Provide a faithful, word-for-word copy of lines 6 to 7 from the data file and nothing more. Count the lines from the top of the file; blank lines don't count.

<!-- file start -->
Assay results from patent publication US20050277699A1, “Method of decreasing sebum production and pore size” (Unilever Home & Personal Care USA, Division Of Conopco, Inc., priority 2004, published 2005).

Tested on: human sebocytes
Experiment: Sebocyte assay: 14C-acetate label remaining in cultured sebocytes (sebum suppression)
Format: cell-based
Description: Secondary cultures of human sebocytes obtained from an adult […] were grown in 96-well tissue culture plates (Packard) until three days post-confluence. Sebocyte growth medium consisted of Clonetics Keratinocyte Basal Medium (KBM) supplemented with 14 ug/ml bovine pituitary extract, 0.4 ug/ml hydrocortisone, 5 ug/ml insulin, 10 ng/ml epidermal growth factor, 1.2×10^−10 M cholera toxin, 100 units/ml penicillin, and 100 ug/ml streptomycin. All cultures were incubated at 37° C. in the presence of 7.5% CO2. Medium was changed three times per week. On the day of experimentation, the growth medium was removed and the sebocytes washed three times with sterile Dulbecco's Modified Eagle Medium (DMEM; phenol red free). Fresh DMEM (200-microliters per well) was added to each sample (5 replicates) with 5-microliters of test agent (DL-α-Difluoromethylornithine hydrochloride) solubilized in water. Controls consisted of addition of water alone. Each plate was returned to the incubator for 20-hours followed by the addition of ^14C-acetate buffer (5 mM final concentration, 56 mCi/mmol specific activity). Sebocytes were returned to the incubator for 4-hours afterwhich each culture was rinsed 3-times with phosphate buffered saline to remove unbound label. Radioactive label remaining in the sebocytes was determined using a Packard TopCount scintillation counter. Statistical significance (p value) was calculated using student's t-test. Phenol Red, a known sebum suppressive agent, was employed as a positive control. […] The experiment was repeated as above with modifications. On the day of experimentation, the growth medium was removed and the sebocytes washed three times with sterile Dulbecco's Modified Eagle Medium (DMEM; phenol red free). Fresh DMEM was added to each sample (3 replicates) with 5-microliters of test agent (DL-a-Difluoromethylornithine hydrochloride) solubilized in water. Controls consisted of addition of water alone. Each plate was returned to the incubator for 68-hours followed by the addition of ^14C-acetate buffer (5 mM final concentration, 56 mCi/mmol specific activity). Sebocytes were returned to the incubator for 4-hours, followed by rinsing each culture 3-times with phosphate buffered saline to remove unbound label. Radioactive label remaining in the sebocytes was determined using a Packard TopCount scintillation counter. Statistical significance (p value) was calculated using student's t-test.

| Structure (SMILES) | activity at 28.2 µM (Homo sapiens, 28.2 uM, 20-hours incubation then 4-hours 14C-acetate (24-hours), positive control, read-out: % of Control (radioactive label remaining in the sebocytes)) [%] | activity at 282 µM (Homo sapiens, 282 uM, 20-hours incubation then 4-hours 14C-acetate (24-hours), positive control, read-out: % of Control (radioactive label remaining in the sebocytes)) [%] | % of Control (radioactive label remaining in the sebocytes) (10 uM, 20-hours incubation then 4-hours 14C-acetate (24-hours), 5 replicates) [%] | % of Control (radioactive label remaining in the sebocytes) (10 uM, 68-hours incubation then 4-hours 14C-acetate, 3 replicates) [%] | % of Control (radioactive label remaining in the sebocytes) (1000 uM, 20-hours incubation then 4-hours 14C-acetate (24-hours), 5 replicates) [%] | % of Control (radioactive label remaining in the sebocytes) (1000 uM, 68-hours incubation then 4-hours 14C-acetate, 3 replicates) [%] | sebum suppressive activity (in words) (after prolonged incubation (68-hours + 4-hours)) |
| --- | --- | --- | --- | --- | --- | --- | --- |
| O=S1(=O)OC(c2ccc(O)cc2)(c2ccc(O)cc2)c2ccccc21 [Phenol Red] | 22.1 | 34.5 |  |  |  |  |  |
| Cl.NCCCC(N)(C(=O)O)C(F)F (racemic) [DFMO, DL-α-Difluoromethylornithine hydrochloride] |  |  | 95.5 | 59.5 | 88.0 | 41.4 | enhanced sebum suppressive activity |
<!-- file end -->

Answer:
| Structure (SMILES) | activity at 28.2 µM (Homo sapiens, 28.2 uM, 20-hours incubation then 4-hours 14C-acetate (24-hours), positive control, read-out: % of Control (radioactive label remaining in the sebocytes)) [%] | activity at 282 µM (Homo sapiens, 282 uM, 20-hours incubation then 4-hours 14C-acetate (24-hours), positive control, read-out: % of Control (radioactive label remaining in the sebocytes)) [%] | % of Control (radioactive label remaining in the sebocytes) (10 uM, 20-hours incubation then 4-hours 14C-acetate (24-hours), 5 replicates) [%] | % of Control (radioactive label remaining in the sebocytes) (10 uM, 68-hours incubation then 4-hours 14C-acetate, 3 replicates) [%] | % of Control (radioactive label remaining in the sebocytes) (1000 uM, 20-hours incubation then 4-hours 14C-acetate (24-hours), 5 replicates) [%] | % of Control (radioactive label remaining in the sebocytes) (1000 uM, 68-hours incubation then 4-hours 14C-acetate, 3 replicates) [%] | sebum suppressive activity (in words) (after prolonged incubation (68-hours + 4-hours)) |
| --- | --- | --- | --- | --- | --- | --- | --- |